Résumé Tips & Tricks

Resumes can be confusing heres a little guide to get you through it!

| November 2, 2017

When it comes to writing a résumé, things can get a little complicated. Sometimes it can be hard to word things just right. Like, when you are trying to make your boring job sound a lot better than it actually is. So, here are some tips and tricks when it comes to making an eye-catching résumé.

To catch your reader’s attention, you can start off with a summary or overview of yourself. If it is interesting enough, it will most likely help whoever is reading your résumé, make them more excited about learning more about you. You should use strong buzz words like ambitious, creative, organized or leader in your introduction to describe yourself. You should also mention what kind of background you have, such as a background in marketing or finance.

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When it comes to the body of your résumé, start off with your experience and move into education. Always list your experience from most recent to oldest. You can also sort your work experience from normal jobs to internship experience if you have had any. When it comes to the verbiage about what you have done at your job, use strong words to make it sound as important as possible. For example, if you were a hostess, do not just say you sat people down and cleaned tables. You should word it as, “empowered to upkeep a positive customer experience and ensure a positive image.”

This makes it sound like you did a lot more than just greet customers, and that you think of it higher than just any old job. Some other strong words to use when describing jobs are: crafted, coordinated, adapted, perfected, managed, resolved, oversaw, refined, developed, etc. These are just some words you can use to describe your job duties without saying, “planned” or “created.” These words make you seem more like a leader, which is what employers are looking for. When you have finished your work experience, it is time to move onto education. If you are still in college, write your anticipated graduation date as well as that you are a candidate for your degree instead of saying you already have it.

After that, list all of the extracurricular you have been involved in while in school. It is a good thing to have some experience with clubs, as well as outside work experience to put on your résumé. Employers like to see that you are involved, can take on multiple roles, and see if you can manage your time wisely on top of school work.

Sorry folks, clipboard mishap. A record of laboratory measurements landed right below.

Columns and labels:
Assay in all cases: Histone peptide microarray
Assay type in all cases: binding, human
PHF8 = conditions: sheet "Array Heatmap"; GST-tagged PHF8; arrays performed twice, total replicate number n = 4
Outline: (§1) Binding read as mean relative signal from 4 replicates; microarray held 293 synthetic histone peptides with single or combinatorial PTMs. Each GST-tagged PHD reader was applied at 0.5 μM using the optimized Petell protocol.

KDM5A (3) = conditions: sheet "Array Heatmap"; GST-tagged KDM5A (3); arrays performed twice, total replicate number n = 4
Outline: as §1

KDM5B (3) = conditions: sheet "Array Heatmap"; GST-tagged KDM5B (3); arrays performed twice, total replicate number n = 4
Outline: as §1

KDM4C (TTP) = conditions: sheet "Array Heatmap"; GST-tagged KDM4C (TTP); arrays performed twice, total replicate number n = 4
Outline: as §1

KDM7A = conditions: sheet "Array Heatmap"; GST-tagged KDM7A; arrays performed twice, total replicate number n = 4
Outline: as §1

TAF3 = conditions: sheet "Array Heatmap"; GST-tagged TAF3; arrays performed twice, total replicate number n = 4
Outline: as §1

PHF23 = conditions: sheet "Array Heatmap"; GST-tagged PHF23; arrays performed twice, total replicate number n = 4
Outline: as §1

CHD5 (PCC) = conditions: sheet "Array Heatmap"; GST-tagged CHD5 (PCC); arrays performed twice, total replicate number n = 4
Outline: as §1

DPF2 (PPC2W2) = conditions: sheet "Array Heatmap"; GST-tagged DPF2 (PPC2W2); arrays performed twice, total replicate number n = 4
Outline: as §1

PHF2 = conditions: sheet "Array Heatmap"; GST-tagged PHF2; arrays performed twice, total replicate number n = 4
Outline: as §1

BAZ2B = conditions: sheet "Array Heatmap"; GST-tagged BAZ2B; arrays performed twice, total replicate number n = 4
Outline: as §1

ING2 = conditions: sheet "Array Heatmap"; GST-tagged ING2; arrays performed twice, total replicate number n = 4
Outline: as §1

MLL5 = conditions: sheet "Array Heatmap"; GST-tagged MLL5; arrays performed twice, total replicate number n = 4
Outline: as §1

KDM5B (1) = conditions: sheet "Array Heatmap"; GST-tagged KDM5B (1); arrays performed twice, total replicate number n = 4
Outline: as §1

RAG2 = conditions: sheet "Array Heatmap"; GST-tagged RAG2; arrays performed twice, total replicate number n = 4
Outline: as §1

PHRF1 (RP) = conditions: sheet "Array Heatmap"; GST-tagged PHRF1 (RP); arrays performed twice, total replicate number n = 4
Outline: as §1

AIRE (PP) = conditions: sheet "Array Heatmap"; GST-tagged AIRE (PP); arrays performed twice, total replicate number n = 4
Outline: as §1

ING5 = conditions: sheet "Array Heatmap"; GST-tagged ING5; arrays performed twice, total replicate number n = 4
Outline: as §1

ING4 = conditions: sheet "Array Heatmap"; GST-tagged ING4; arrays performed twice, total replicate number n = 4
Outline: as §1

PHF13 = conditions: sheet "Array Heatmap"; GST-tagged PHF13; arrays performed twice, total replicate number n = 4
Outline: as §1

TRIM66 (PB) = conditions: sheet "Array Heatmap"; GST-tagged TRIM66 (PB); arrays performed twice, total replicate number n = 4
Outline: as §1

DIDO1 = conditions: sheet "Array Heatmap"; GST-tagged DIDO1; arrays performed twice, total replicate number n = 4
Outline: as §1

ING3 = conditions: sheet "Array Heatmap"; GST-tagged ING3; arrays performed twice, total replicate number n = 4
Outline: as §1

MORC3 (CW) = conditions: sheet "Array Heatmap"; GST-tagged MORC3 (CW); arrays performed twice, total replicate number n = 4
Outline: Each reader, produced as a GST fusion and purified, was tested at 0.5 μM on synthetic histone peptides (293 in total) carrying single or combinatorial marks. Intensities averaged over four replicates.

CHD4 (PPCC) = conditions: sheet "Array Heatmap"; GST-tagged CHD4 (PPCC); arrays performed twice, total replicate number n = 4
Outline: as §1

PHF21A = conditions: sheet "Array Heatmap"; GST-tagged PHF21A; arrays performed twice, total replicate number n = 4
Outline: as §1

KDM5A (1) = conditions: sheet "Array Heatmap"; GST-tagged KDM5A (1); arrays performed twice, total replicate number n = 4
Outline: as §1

To end your résumé, you should include a short paragraph of your skills and achievements. Skills can consist of the type of software you are familiar with, another language you can speak, or something you feel you are really good at, like writing. Achievements can be anything from an award you have gotten from school or a certificate of some kind that means you are an expert in something specific, like CPR. Also, depending on the position you are applying for, feel free to mention other things you are interested in that make you stand out. This can be anything from playing the guitar, an interest in basketball, or the fact that you love a good challenge. Résumés are meant to be professional, but in this day in age, it is key to try to stand out.

When it comes to your résumé, there are tons of different ways you can approach it, but employers basically skim over your résumé. So, make sure you have everything you want them to know that you feel is relevant on there, and especially at the beginning. Another thing to note is, your résumé should not be the same for every position you apply for. Every job you are interested in is unique in its own way. That means, your résumé should be too. You can change the dialogue around to fit the employer, and include and remove positions you feel are relevant!

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communications major/psychology minor